What is the treatment for eating disorders?

Eating disorders are serious illnesses and require serious treatment. Treatment is best addressed by a team of professionals with specialty in treating eating disorders. Often these teams are led by psychologists or therapists with significant experience treating these concerns. Specialized dietitians are essential for addressing concerns related to nutrition, eating, and food fears. Primary care
providers help manage the physical complications of eating disorders and are critical to ensuring the health of individuals engaged in treatment. Psychiatrists (medical doctors who specialize in managing psychiatric medication needs) are often an important part of addressing mental health concerns, such as depression and anxiety. Group therapy to address relational concerns, body image issues, and shame can often be a very helpful component of treatment.

Some individuals are able to address their concerns on an outpatient basis, while others need additional support and structure in the form of higher levels of care, such as day-patient, residential, or inpatient hospitalization. An experienced eating disorder therapist can help you determine what level of care may be most appropriate for you.

Is it possible to recovery from an eating disorder?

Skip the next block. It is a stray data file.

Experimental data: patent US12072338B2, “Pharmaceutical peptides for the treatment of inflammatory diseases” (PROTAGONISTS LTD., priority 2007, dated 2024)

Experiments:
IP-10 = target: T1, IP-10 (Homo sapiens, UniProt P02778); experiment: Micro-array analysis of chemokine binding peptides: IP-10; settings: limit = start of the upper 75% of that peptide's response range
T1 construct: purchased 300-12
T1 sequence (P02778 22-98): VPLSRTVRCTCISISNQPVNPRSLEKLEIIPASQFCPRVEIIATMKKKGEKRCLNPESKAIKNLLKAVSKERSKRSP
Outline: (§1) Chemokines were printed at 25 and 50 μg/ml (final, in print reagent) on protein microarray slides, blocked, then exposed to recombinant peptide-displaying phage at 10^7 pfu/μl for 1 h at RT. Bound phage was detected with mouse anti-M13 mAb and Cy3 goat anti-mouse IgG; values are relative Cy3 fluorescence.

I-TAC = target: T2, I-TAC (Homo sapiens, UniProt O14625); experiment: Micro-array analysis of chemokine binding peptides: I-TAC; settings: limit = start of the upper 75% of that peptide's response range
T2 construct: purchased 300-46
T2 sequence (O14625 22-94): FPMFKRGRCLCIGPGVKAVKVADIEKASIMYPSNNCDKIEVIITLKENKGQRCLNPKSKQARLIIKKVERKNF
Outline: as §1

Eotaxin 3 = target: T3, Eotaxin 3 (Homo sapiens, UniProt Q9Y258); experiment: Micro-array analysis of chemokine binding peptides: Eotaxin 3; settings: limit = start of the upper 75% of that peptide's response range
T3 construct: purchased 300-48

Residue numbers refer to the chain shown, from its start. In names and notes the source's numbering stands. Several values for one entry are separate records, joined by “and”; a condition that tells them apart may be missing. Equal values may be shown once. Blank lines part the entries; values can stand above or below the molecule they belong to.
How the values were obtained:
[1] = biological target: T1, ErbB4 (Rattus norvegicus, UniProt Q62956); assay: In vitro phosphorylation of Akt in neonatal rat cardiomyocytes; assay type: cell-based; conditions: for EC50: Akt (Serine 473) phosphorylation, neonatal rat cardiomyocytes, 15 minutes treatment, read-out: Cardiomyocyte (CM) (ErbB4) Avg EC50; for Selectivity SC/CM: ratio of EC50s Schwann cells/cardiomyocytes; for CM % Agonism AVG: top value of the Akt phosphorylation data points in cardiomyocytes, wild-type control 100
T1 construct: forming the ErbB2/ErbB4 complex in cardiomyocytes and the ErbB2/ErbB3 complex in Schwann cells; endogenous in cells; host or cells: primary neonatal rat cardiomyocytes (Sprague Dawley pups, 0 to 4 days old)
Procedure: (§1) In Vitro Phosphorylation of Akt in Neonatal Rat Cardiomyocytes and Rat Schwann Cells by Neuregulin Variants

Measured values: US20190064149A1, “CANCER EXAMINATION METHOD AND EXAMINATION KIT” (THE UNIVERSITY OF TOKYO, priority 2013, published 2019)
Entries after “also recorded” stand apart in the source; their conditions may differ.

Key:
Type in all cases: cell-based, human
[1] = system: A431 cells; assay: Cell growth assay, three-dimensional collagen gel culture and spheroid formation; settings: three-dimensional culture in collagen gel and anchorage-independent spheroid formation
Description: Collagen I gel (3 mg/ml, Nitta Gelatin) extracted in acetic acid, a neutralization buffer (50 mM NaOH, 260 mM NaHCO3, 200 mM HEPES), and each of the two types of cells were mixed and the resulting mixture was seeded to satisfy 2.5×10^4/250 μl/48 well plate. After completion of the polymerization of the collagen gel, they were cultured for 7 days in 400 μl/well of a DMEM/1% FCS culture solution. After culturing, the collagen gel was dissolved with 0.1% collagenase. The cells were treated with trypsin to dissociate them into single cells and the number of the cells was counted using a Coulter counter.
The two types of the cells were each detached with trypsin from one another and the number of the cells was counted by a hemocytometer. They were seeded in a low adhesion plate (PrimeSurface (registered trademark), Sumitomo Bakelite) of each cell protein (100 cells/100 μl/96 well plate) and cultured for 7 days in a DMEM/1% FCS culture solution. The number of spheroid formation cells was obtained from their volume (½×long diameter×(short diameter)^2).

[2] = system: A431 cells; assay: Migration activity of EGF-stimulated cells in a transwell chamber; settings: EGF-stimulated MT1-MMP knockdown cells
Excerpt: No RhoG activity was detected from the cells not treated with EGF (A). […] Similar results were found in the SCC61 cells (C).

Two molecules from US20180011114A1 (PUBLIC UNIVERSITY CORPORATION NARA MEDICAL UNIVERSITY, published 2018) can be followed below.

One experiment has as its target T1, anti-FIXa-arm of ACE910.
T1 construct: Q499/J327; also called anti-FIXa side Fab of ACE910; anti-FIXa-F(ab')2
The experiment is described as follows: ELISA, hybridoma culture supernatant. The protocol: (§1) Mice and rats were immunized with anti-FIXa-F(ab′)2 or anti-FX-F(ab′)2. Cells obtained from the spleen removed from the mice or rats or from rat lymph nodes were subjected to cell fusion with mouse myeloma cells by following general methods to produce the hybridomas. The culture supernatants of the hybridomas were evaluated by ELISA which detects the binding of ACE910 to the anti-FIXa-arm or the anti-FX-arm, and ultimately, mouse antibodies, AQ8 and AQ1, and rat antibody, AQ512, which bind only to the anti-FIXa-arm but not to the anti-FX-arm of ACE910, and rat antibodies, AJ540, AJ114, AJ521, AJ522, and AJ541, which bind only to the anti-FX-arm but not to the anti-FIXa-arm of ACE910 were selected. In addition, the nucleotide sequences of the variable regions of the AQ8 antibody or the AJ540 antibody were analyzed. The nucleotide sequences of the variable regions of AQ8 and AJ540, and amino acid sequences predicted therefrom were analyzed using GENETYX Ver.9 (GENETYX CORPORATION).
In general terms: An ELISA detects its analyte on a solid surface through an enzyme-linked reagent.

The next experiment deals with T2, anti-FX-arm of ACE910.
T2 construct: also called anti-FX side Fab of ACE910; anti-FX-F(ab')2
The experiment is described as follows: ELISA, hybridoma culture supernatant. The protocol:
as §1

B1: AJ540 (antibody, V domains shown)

Eating disorders are significant illnesses that require focused treatment. Treatment often times takes months and years, and yet full recovery is possible. Because eating disorders affect so many aspects of an individual’s identity, comprehensive treatment takes time to fully address the myriad concerns. Plus, unlike other mental health concerns, individuals with eating disorders are often ambivalent about treatment. For many, there are components of the eating concern that bring comfort, a sense of control, and identity.  For these and other reasons, individuals can sometimes be reluctant to change their behaviors.

National Eating Disorder Awareness Week (NEDAW)

NEDAW is the last week of February each year. Throughout the week, NEDAW aims to increase awareness of eating disorders. Through talking about eating disorders, what they are, what they aren’t, and who they impact, we can help individuals get help sooner. NEDAW is also a great opportunity to get involved and support those you love. By taking a stand against eating disorders, we learn to stand together, to challenge our culture’s obsession with thinness, and connect with true identity.

How You Can Learn More?talk about it

By learning more, you become part of the solution. By being willing to talk about eating disorders, you can help challenge the stereotypes and create a welcome space for others who may need just the kind of support you can provide. If you are in need, take that first step. Be persistent and know that your well-being is worth every effort you can make. There are many ways to learn more, here are just a few ideas.

Join me Wednesday, February 22, 2017 at 12:00 at 3380 Wilkinson Student Center on the campus of Brigham Young University as I invite those gathered to Talk About It!

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Check out National Eating Disorders Association website for loads of information on eating disorders.

Contact Balance Health & Healing with questions you may have about yourself or a loved one. We know the impact of these illnesses and we are passionate about helping individuals take their lives back.

email: info@balancehealthandhealing.com or call: 801.361.8589